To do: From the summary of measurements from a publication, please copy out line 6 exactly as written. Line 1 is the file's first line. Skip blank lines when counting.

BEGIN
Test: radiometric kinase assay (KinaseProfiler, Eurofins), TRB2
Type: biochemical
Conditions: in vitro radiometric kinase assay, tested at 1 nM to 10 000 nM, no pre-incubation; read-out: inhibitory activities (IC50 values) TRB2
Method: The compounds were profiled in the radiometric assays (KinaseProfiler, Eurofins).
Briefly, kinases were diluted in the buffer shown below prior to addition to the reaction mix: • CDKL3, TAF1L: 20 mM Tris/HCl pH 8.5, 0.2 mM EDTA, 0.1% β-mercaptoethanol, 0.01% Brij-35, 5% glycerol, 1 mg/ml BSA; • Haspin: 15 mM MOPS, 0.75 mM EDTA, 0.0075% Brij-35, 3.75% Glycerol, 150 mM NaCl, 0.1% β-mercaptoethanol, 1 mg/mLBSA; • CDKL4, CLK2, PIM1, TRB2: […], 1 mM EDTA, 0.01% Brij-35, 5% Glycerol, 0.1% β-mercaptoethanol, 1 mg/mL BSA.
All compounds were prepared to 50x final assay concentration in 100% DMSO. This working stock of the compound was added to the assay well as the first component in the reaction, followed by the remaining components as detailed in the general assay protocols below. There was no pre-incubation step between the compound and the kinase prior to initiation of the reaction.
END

All compounds were prepared to 50x final assay concentration in 100% DMSO. This working stock of the compound was added to the assay well as the first component in the reaction, followed by the remaining components as detailed in the general assay protocols below. There was no pre-incubation step between the compound and the kinase prior to initiation of the reaction.